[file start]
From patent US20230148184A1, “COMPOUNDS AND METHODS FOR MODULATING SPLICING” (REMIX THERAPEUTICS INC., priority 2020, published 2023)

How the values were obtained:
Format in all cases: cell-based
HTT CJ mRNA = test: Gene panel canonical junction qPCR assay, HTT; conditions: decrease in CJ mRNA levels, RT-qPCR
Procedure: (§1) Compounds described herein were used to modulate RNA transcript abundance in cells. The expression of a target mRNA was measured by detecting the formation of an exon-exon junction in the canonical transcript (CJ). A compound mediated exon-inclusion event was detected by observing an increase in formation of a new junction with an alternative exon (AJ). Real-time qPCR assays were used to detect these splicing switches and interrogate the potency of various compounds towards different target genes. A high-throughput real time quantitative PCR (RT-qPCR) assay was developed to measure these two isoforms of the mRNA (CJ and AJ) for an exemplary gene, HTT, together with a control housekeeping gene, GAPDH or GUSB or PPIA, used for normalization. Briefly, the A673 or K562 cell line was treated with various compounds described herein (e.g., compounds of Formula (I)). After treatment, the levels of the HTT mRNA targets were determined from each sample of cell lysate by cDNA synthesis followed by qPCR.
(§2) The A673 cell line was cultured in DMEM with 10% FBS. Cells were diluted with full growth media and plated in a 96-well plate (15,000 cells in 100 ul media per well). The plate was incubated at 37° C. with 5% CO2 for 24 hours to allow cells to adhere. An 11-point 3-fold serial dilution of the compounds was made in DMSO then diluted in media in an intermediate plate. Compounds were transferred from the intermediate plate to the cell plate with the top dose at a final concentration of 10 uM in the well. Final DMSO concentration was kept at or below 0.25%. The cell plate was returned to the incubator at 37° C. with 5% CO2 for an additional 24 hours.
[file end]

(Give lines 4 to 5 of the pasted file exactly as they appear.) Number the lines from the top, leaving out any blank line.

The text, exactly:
HTT CJ mRNA = test: Gene panel canonical junction qPCR assay, HTT; conditions: decrease in CJ mRNA levels, RT-qPCR
Procedure: (§1) Compounds described herein were used to modulate RNA transcript abundance in cells. The expression of a target mRNA was measured by detecting the formation of an exon-exon junction in the canonical transcript (CJ). A compound mediated exon-inclusion event was detected by observing an increase in formation of a new junction with an alternative exon (AJ). Real-time qPCR assays were used to detect these splicing switches and interrogate the potency of various compounds towards different target genes. A high-throughput real time quantitative PCR (RT-qPCR) assay was developed to measure these two isoforms of the mRNA (CJ and AJ) for an exemplary gene, HTT, together with a control housekeeping gene, GAPDH or GUSB or PPIA, used for normalization. Briefly, the A673 or K562 cell line was treated with various compounds described herein (e.g., compounds of Formula (I)). After treatment, the levels of the HTT mRNA targets were determined from each sample of cell lysate by cDNA synthesis followed by qPCR.